Sometimes my life feels like a bad movie -- so trite that you almost can't script it.
Scene 1: Clearing the Clutter
Yesterday, I had a great day, working on cleaning out more clutter from the house and the garage, culminating in a trip with a very full car to Goodwill in mid afternoon. I was supposed to be working on my audio equipment, getting it to work reliably, but that seemed really hard, and I was having fun (!) moving things into the car, and reorganizing the garage, so I kept putting it off. Finally I had a carful, went to Goodwill and dropped it off.
Scene 2: Phone Call
On my return, guilt led me to my desk, where I happened to notice the message light blinking on my phone.
There was a message from a friend, several hours old, saying that a mutual good friend, whom I'll call Charlotte, was in the hospital on her death bed.
Charlotte was the soul of compassion, and the essence of grace, a beautiful spirit in a beautiful body. Though she had not lived a particularly easy life, a single mother who worked really hard at a variety of businesses (from running an in-home day care so she could be there for her toddler, to a jewelry store, to a small therapy practice) and jobs (HR and office support) to support and raise her wonderful (now grown) daughter, she left everything she touched more beautiful and more peaceful. She always knew exactly what to say to ease suffering, always had a smile, a gentle laugh and a positive, philosophical attitude for the more difficult parts of life -- the broken hearts, the illnesses, the financial hardships, including her own. At points when I was low, I always knew I could call her, and I'm sure her other friends knew that, too.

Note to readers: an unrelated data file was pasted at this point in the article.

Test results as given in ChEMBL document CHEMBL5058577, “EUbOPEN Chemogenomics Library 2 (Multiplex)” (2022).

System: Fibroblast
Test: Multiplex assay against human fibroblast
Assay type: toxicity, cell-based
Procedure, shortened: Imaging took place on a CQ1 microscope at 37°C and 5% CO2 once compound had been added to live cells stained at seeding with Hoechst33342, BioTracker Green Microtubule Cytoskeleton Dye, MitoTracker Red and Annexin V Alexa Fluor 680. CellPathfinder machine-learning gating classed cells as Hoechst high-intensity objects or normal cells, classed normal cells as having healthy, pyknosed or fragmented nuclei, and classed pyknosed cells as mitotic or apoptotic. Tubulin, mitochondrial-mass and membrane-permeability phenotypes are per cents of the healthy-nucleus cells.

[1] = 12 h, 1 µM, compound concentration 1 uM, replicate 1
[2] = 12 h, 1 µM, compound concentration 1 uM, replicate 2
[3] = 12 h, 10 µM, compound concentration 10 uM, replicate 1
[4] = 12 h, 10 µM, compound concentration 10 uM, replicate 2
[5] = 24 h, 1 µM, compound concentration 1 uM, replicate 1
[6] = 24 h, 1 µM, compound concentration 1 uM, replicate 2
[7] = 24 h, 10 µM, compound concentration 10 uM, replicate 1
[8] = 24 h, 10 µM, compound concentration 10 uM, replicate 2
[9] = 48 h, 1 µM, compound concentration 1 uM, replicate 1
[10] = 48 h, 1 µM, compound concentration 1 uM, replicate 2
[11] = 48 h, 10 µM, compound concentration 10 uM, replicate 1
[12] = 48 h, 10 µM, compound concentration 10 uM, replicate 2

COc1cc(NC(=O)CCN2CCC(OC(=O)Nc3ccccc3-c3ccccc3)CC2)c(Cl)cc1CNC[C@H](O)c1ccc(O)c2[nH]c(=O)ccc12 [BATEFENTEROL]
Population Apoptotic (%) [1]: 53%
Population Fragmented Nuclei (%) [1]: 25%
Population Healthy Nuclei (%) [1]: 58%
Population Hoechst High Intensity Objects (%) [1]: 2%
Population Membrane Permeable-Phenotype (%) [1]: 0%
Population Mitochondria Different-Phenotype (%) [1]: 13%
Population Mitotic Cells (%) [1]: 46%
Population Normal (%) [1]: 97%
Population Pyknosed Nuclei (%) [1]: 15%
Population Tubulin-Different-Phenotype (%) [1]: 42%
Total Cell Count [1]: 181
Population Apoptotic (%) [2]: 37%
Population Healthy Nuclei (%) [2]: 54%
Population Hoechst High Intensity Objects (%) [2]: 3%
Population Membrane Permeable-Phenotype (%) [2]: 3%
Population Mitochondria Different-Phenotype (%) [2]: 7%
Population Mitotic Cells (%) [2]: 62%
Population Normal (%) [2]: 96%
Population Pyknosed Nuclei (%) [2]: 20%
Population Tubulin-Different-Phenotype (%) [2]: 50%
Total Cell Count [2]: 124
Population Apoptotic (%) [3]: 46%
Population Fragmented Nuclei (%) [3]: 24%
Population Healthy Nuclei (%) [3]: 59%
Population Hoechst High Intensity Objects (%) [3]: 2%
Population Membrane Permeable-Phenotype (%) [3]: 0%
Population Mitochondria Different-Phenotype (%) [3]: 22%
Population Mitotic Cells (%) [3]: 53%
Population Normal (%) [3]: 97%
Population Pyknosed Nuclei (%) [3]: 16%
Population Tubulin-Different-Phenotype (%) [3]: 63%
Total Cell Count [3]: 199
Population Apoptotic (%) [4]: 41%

I knew Charlotte was sick, had, in fact, been increasingly sick over the last 10 years. But I'd seen her a few weeks ago, and she'd been in good spirits, saying she was getting better after a real scare.
Scene 2, continued
Though I returned the call immediately, it was too late. Charlotte had already left her body. Had I heard the phone ring, I would have barely had time enough to get to the hospital (an hour away) to say a brief goodbye.
Apparently she had left her body peacefully, attended by a Tibetan Buddhist lama and several good friends. And I know, given the state of her physical body, that it was a good choice to leave now, and gift of compassion to herself. Charlotte, who was always so giving to others, had finally given herself the gift of freedom.
I could only have a short conversation with Ann, the woman who'd called me, because she was too teary. Ann is a very strong woman, and I could hear her trying to stay strong and practical -- but she couldn't. The pain was too fresh. We settled on me calling the next day to get Charlotte's daughter's phone number to see how I can help.
Scene 3: Conversation in the kitchen
So I came upstairs into the kitchen, where my husband was seated at the kitchen table, reading email on his laptop. As I entered, he said cheerily, "Hey, I've got something to show you," to which I replied, "Charlotte died." I caught him up on the news, and then he said, "What I was just about to show you is kind of the opposite of that." There were photos of his cousin's brand new baby girl!
So that's when it hit me... life on earth is kind of like this big saloon. You enter through the swinging doors (take a body), have a drink, some food, hook up, break up, maybe play a game of poker, or pour a beer for someone else, watch the dramas unfolding around you, and leave again through those same swinging doors. Life is not about the tables and the chairs in the bar (clearing the clutter), it's about the angels who come and go.